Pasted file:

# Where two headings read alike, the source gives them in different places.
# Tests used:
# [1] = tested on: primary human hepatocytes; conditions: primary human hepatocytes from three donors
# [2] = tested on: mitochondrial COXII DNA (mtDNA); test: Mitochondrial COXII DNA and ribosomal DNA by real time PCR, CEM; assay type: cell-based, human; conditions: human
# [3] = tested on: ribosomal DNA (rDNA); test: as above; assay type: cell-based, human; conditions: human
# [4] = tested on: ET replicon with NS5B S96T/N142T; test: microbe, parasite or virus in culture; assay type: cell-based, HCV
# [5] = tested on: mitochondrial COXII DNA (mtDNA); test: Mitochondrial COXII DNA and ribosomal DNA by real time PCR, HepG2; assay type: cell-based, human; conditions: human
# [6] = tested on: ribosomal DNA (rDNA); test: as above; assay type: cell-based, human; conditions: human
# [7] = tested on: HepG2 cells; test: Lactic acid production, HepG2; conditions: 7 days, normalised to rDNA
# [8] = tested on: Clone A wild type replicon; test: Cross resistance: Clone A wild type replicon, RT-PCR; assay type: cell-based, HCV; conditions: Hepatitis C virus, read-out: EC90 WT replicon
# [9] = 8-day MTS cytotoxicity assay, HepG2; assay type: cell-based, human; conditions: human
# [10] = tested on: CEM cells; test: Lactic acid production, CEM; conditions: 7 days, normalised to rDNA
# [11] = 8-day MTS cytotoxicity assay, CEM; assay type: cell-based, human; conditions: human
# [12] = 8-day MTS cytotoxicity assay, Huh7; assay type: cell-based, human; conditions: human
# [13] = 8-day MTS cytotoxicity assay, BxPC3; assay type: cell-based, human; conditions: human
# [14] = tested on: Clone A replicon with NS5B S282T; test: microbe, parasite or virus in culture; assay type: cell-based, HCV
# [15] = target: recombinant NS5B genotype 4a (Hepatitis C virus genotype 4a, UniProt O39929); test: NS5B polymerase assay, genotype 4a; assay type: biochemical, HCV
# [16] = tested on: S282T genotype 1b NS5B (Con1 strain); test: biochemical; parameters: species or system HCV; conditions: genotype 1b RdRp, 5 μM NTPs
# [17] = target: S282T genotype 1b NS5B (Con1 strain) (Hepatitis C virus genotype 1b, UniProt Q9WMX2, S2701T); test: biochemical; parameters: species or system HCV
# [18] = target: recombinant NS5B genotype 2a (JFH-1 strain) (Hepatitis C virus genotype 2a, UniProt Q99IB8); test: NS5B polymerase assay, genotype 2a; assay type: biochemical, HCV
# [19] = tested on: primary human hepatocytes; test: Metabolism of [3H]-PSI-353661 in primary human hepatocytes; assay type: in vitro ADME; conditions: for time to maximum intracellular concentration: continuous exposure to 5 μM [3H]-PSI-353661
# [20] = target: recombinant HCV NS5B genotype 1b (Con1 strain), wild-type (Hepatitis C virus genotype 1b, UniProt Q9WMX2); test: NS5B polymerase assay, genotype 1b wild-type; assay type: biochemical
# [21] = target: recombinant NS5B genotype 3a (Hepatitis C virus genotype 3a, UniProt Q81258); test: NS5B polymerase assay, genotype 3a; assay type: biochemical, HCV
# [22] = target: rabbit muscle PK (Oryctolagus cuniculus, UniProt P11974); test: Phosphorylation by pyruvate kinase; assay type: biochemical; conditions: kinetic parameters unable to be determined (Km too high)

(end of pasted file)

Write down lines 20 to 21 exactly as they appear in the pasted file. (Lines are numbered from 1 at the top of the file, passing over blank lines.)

# [18] = target: recombinant NS5B genotype 2a (JFH-1 strain) (Hepatitis C virus genotype 2a, UniProt Q99IB8); test: NS5B polymerase assay, genotype 2a; assay type: biochemical, HCV
# [19] = tested on: primary human hepatocytes; test: Metabolism of [3H]-PSI-353661 in primary human hepatocytes; assay type: in vitro ADME; conditions: for time to maximum intracellular concentration: continuous exposure to 5 μM [3H]-PSI-353661